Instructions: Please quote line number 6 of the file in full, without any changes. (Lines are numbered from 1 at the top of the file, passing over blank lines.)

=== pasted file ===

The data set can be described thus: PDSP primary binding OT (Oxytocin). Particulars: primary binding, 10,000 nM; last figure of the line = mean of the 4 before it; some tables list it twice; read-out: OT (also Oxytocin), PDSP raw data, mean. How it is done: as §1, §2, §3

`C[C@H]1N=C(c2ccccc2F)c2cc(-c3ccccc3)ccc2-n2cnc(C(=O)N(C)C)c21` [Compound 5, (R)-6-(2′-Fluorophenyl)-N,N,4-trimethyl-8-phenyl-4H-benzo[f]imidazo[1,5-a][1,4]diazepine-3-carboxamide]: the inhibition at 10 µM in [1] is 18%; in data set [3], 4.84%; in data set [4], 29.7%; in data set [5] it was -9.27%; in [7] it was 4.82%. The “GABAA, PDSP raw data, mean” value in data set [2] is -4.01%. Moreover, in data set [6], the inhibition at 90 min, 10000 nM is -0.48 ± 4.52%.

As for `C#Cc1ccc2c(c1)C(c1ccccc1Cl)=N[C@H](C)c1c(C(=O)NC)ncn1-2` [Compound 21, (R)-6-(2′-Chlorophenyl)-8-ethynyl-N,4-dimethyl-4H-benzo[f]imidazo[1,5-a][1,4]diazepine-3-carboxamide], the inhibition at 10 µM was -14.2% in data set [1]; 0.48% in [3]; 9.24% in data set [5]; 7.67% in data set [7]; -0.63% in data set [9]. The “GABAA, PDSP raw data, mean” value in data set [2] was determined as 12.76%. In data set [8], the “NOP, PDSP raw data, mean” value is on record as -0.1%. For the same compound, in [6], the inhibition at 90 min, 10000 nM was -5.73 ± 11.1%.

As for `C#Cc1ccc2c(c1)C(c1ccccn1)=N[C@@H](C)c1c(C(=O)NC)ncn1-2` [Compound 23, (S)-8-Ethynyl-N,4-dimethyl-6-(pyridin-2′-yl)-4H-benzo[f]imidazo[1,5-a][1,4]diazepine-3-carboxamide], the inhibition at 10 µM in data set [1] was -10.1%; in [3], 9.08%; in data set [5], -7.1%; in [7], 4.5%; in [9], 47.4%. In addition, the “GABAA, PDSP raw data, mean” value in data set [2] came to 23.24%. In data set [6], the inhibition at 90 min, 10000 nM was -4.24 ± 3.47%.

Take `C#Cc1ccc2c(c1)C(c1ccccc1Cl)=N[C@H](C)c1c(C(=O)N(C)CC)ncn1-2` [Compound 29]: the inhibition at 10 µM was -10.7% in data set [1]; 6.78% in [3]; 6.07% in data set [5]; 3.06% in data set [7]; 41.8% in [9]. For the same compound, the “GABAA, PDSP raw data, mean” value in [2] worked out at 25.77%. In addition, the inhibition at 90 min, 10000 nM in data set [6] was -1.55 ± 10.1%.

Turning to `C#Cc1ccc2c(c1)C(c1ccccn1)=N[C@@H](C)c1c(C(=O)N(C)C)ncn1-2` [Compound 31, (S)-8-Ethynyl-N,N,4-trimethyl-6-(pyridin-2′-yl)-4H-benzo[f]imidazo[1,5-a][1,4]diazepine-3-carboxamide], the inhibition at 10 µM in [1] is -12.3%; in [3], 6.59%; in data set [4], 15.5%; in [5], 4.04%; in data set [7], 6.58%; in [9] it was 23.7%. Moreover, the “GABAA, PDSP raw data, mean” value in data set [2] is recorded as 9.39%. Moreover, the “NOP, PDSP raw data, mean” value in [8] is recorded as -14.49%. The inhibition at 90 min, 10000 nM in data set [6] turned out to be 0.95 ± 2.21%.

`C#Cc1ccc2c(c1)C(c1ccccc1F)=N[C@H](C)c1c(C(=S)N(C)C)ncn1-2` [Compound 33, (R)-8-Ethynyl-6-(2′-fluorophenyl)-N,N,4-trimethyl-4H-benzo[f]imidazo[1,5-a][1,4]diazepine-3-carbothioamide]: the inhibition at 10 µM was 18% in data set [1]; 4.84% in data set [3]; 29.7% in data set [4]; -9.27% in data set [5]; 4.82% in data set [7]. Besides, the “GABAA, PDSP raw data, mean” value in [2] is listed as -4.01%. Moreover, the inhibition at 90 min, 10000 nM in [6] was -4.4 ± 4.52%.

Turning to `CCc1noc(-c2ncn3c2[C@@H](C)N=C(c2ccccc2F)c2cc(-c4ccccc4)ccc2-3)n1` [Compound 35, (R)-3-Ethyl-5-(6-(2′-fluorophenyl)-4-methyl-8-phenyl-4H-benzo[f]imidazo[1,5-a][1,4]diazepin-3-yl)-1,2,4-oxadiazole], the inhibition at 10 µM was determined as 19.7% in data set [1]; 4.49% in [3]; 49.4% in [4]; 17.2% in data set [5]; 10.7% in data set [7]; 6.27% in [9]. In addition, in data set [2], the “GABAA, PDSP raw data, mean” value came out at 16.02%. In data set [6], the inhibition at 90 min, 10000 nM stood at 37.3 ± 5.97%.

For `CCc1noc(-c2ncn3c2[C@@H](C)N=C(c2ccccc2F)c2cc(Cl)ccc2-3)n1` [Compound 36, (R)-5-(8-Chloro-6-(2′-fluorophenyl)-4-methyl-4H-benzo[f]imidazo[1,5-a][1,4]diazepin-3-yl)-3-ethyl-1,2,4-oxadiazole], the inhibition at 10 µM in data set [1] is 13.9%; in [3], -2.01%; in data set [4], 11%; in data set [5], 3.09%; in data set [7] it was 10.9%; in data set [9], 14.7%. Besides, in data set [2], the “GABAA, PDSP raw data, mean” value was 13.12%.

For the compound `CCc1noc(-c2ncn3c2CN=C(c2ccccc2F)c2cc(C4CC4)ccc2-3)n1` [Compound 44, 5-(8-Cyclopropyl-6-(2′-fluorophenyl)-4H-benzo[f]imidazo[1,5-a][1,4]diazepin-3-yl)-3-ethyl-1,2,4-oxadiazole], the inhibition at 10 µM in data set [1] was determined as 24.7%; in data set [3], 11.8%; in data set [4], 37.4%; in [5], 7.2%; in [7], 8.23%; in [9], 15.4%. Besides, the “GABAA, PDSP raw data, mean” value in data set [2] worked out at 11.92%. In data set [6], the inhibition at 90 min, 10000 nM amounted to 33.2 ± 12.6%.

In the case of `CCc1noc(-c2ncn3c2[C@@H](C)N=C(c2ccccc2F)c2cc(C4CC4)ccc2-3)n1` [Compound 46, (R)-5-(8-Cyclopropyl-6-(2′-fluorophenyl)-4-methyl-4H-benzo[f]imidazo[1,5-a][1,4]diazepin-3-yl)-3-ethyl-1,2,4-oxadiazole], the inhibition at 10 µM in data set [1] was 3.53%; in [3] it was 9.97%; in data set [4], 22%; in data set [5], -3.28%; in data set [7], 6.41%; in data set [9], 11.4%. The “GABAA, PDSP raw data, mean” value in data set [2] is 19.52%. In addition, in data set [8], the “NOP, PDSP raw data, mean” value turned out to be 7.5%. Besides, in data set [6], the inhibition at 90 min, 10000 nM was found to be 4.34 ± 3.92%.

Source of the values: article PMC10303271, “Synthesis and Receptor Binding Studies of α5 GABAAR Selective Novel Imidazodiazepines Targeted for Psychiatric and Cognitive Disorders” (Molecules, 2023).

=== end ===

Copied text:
Turning to `C#Cc1ccc2c(c1)C(c1ccccn1)=N[C@@H](C)c1c(C(=O)N(C)C)ncn1-2` [Compound 31, (S)-8-Ethynyl-N,N,4-trimethyl-6-(pyridin-2′-yl)-4H-benzo[f]imidazo[1,5-a][1,4]diazepine-3-carboxamide], the inhibition at 10 µM in [1] is -12.3%; in [3], 6.59%; in data set [4], 15.5%; in [5], 4.04%; in data set [7], 6.58%; in [9] it was 23.7%. Moreover, the “GABAA, PDSP raw data, mean” value in data set [2] is recorded as 9.39%. Moreover, the “NOP, PDSP raw data, mean” value in [8] is recorded as -14.49%. The inhibition at 90 min, 10000 nM in data set [6] turned out to be 0.95 ± 2.21%.